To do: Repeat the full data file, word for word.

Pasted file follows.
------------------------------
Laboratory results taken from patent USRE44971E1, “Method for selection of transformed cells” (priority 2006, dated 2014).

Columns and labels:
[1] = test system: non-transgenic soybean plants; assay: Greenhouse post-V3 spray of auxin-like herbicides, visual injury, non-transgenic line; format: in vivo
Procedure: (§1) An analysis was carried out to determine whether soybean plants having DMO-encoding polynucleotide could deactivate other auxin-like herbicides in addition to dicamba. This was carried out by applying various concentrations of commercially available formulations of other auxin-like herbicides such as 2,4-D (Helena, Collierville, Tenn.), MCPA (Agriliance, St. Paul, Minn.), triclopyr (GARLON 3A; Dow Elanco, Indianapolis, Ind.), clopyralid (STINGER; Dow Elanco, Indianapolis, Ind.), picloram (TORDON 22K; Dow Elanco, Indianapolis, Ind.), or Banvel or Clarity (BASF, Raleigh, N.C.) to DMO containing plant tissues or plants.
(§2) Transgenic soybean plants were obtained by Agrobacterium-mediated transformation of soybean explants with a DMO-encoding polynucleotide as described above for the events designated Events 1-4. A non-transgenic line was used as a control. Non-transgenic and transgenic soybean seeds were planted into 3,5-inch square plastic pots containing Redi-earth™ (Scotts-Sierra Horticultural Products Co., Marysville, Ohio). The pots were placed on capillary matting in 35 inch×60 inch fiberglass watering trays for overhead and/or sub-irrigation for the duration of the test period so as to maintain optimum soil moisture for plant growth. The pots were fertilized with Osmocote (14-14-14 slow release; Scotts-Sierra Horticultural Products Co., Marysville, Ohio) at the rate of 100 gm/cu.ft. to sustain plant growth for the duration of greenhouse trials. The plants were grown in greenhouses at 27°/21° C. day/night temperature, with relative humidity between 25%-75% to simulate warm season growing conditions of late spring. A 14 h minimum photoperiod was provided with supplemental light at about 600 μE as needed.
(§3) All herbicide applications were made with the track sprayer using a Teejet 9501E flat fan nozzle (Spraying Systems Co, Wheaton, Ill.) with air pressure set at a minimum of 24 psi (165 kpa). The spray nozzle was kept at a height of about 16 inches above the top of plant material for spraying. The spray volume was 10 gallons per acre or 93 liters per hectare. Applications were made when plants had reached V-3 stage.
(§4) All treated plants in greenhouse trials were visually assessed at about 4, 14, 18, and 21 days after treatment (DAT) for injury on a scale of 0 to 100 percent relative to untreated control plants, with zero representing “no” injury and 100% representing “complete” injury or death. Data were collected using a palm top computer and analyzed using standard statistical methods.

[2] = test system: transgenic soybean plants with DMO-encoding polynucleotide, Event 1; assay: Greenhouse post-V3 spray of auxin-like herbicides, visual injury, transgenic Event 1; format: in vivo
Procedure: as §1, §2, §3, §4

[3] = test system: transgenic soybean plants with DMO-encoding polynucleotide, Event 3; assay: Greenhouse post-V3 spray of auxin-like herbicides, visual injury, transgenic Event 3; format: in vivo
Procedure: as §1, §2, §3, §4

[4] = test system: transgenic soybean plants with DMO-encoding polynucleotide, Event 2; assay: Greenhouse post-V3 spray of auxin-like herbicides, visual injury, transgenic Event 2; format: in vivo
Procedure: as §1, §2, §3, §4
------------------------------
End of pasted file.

Laboratory results taken from patent USRE44971E1, “Method for selection of transformed cells” (priority 2006, dated 2014).

Columns and labels:
[1] = test system: non-transgenic soybean plants; assay: Greenhouse post-V3 spray of auxin-like herbicides, visual injury, non-transgenic line; format: in vivo
Procedure: (§1) An analysis was carried out to determine whether soybean plants having DMO-encoding polynucleotide could deactivate other auxin-like herbicides in addition to dicamba. This was carried out by applying various concentrations of commercially available formulations of other auxin-like herbicides such as 2,4-D (Helena, Collierville, Tenn.), MCPA (Agriliance, St. Paul, Minn.), triclopyr (GARLON 3A; Dow Elanco, Indianapolis, Ind.), clopyralid (STINGER; Dow Elanco, Indianapolis, Ind.), picloram (TORDON 22K; Dow Elanco, Indianapolis, Ind.), or Banvel or Clarity (BASF, Raleigh, N.C.) to DMO containing plant tissues or plants.
(§2) Transgenic soybean plants were obtained by Agrobacterium-mediated transformation of soybean explants with a DMO-encoding polynucleotide as described above for the events designated Events 1-4. A non-transgenic line was used as a control. Non-transgenic and transgenic soybean seeds were planted into 3,5-inch square plastic pots containing Redi-earth™ (Scotts-Sierra Horticultural Products Co., Marysville, Ohio). The pots were placed on capillary matting in 35 inch×60 inch fiberglass watering trays for overhead and/or sub-irrigation for the duration of the test period so as to maintain optimum soil moisture for plant growth. The pots were fertilized with Osmocote (14-14-14 slow release; Scotts-Sierra Horticultural Products Co., Marysville, Ohio) at the rate of 100 gm/cu.ft. to sustain plant growth for the duration of greenhouse trials. The plants were grown in greenhouses at 27°/21° C. day/night temperature, with relative humidity between 25%-75% to simulate warm season growing conditions of late spring. A 14 h minimum photoperiod was provided with supplemental light at about 600 μE as needed.
(§3) All herbicide applications were made with the track sprayer using a Teejet 9501E flat fan nozzle (Spraying Systems Co, Wheaton, Ill.) with air pressure set at a minimum of 24 psi (165 kpa). The spray nozzle was kept at a height of about 16 inches above the top of plant material for spraying. The spray volume was 10 gallons per acre or 93 liters per hectare. Applications were made when plants had reached V-3 stage.
(§4) All treated plants in greenhouse trials were visually assessed at about 4, 14, 18, and 21 days after treatment (DAT) for injury on a scale of 0 to 100 percent relative to untreated control plants, with zero representing “no” injury and 100% representing “complete” injury or death. Data were collected using a palm top computer and analyzed using standard statistical methods.

[2] = test system: transgenic soybean plants with DMO-encoding polynucleotide, Event 1; assay: Greenhouse post-V3 spray of auxin-like herbicides, visual injury, transgenic Event 1; format: in vivo
Procedure: as §1, §2, §3, §4

[3] = test system: transgenic soybean plants with DMO-encoding polynucleotide, Event 3; assay: Greenhouse post-V3 spray of auxin-like herbicides, visual injury, transgenic Event 3; format: in vivo
Procedure: as §1, §2, §3, §4

[4] = test system: transgenic soybean plants with DMO-encoding polynucleotide, Event 2; assay: Greenhouse post-V3 spray of auxin-like herbicides, visual injury, transgenic Event 2; format: in vivo
Procedure: as §1, §2, §3, §4